Last updated: September 06. 2013 4:27PM - 176 Views

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Up at Perkins Observatory, we get an enormous number of calls this time of year about buying telescopes. The best advice I can give is, “Don’t rush into a purchase.” You’ll find a lot of junk telescopes out there, and you need to make a thoughtful decision about what you put under the tree.

Instead, find a reputable telescope buying guide online, and arm yourself with knowledge. You’ll find a good one, if you don’t mind a commercial website, at telescope.com.

That said, let me answer the most common question: “What about the telescope I saw at the X Department Store or Y Camera Shop? It only costs $169.95.”

Please don’t. It’s probably too small. It’s probably too unstable.

Here’s the bottom line, expressed in the language of the telescope geek: The beginning telescope buyer should purchase a reflecting telescope with a six-inch diameter or larger mirror on a Dobsonian mount and not a smaller reflector or refractor, which is what you’ll find at most local stores.

See what I mean? You’ll need to know the language or the salesperson will start licking his or her chops.

“Reflectors” use mirrors to gather the light from the stars. The Dobsonian mount is a simple but stable wooden mounting for the telescope. It will not follow the stars across the sky, but it is sturdy and inexpensive.

A refractor uses a lens at the top of the telescope to gather the light. The refractors or small reflectors you’ll see at most local stores have three serious flaws.

First, to get good views, you’ll need a telescope with a light-gathering mirror or lens at least six inches in diameter. The smaller refractors found in many local stores are too small to see anything more than the craters on the moon and a few bright planets. You’ll get terrible views of everything else — star clusters, galaxies, and gaseous nebulae.

Second, a refractor with a six-inch lens requires a mount so large as to make its transportation to a dark-sky observing site difficult. The small telescopes sold at big-box and “science” stores have mounts so wobbly that you’ll have difficulty pointing the telescope and keeping it pointed once you find something. A reflector on a Dobsonian mount fits on the back seat of a small car. It points where you want it to point and stays there, eliminating the frustration of an unstable mounting.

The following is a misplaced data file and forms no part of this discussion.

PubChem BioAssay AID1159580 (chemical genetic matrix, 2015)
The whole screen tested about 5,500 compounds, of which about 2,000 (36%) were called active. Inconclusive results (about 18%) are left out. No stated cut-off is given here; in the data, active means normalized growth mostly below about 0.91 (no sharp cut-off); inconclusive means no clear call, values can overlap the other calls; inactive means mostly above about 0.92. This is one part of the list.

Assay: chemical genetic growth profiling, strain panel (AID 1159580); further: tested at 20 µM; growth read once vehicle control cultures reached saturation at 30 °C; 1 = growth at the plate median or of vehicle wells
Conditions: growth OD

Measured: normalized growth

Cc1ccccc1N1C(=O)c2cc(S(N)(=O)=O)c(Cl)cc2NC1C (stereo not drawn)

Third, a six-inch refractor can set you back thousands of dollars. A six-inch reflector can be purchased online at telescope.com for about $325, including shipping. It’s all the telescope many people will ever need.

A good telescope will last a lifetime and can easily be resold if you lose interest. Don’t buy a cheap refractor or a reflector with less than a six-inch mirror just to save money. You will certainly lose interest because of its very limited range and difficulty of use.

If you can’t afford a decent ‘scope, consider binoculars as an alternative. A pair suitable for astronomy should have lenses at least 50 millimeters in diameter. (That’s the way binocular size is expressed. See what I mean about the complexities here?)

Avoid so-called “fixed-focus” binoculars. They are designed for looking at nearby objects on Earth. And for heaven’s sake, get binos with glass, not plastic, lenses.

Use binoculars to learn the sky while you save up for your eventual telescope purchase. You’ll be surprised at how much you can see, especially if you’re willing to travel away from light-polluted urban skies to a rural observing location.

Whatever instrument you choose, don’t forget to purchase a detailed set of star maps. Your telescope is useless if you can’t find anything in it.

Any well-stocked bookstore should have books that identify the locations of the best astronomical objects. You’ll also find specialized books just for binocular observing, but you might have to order them online.

Despite the relatively high cost, buying the telescope is the easy part. Learning to find your way around the nighttime sky is a lifetime labor of love. But once you embark on this great adventure, the universe and all the wonders in it will be at your command.

Tom Burns is director of Ohio Wesleyan University’s Perkins Observatory in Delaware. He can be reached at tlburns@owu.edu.

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